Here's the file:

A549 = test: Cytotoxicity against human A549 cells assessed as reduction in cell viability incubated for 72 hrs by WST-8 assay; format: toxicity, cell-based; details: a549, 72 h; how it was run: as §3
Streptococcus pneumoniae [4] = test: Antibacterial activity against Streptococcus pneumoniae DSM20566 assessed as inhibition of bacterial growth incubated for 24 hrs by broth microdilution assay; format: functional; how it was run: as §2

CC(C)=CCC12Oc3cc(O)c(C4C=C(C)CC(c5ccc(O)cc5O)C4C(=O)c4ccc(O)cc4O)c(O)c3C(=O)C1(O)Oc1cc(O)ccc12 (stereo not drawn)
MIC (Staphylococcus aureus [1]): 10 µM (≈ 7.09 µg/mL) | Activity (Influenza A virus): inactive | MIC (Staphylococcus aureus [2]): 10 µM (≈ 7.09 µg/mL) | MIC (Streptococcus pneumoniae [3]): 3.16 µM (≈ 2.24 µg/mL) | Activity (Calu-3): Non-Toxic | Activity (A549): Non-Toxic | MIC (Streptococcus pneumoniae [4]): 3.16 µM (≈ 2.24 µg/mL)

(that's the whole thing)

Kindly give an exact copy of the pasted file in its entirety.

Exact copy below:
A549 = test: Cytotoxicity against human A549 cells assessed as reduction in cell viability incubated for 72 hrs by WST-8 assay; format: toxicity, cell-based; details: a549, 72 h; how it was run: as §3
Streptococcus pneumoniae [4] = test: Antibacterial activity against Streptococcus pneumoniae DSM20566 assessed as inhibition of bacterial growth incubated for 24 hrs by broth microdilution assay; format: functional; how it was run: as §2

CC(C)=CCC12Oc3cc(O)c(C4C=C(C)CC(c5ccc(O)cc5O)C4C(=O)c4ccc(O)cc4O)c(O)c3C(=O)C1(O)Oc1cc(O)ccc12 (stereo not drawn)
MIC (Staphylococcus aureus [1]): 10 µM (≈ 7.09 µg/mL) | Activity (Influenza A virus): inactive | MIC (Staphylococcus aureus [2]): 10 µM (≈ 7.09 µg/mL) | MIC (Streptococcus pneumoniae [3]): 3.16 µM (≈ 2.24 µg/mL) | Activity (Calu-3): Non-Toxic | Activity (A549): Non-Toxic | MIC (Streptococcus pneumoniae [4]): 3.16 µM (≈ 2.24 µg/mL)